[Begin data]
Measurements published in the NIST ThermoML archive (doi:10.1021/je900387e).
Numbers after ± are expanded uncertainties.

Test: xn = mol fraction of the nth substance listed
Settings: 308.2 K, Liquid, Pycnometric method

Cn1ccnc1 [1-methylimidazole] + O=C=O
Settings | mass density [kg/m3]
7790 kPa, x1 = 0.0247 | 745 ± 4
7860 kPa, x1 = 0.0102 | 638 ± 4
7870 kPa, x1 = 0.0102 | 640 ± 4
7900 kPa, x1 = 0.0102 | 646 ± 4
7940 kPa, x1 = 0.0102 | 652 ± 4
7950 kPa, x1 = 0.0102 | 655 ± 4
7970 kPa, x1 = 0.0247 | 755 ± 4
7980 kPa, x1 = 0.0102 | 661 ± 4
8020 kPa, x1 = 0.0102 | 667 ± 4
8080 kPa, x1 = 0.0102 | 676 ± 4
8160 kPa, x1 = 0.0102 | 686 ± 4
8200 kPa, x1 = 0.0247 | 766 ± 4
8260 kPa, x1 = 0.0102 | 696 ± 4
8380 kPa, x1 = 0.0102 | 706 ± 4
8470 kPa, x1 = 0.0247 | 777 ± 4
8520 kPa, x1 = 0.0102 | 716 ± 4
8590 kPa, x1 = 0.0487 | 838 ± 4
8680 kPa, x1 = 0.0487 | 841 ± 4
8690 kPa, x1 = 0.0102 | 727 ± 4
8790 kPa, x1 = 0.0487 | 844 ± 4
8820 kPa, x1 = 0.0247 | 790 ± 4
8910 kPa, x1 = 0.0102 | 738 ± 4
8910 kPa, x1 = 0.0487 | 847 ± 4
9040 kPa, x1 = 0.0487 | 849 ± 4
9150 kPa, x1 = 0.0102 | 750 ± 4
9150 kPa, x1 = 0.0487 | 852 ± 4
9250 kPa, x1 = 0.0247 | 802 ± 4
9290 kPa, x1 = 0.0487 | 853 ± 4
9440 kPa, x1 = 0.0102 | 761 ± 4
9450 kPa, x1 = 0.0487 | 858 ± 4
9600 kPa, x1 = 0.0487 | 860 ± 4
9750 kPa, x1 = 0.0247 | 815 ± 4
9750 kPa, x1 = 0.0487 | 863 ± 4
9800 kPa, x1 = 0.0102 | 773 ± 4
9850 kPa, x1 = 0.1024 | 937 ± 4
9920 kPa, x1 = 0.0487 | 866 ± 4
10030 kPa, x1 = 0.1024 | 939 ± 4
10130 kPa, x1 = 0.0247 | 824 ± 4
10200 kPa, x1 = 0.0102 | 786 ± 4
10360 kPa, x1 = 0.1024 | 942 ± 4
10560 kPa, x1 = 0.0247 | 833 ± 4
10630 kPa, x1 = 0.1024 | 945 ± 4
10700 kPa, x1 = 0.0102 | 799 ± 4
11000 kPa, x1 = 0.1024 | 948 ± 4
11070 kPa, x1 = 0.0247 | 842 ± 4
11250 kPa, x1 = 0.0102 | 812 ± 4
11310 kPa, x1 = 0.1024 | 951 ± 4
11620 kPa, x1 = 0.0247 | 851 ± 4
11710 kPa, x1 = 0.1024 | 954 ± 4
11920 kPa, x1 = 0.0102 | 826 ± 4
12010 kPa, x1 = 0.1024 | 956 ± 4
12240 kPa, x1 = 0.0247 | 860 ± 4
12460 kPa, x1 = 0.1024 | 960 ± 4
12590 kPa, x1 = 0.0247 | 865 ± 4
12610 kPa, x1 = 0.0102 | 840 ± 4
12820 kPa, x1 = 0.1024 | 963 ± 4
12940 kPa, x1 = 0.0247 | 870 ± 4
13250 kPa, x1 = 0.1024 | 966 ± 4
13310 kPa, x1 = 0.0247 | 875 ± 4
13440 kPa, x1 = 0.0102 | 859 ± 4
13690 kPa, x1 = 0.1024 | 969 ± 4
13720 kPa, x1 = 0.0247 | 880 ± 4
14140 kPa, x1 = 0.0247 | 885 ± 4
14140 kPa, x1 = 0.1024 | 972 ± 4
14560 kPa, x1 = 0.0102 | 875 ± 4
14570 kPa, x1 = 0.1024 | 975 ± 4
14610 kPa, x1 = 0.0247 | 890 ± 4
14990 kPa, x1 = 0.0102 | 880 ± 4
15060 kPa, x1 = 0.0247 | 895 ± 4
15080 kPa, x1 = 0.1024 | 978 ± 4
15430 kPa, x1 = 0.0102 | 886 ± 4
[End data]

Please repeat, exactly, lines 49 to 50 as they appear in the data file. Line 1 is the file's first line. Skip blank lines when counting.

10700 kPa, x1 = 0.0102 | 799 ± 4
11000 kPa, x1 = 0.1024 | 948 ± 4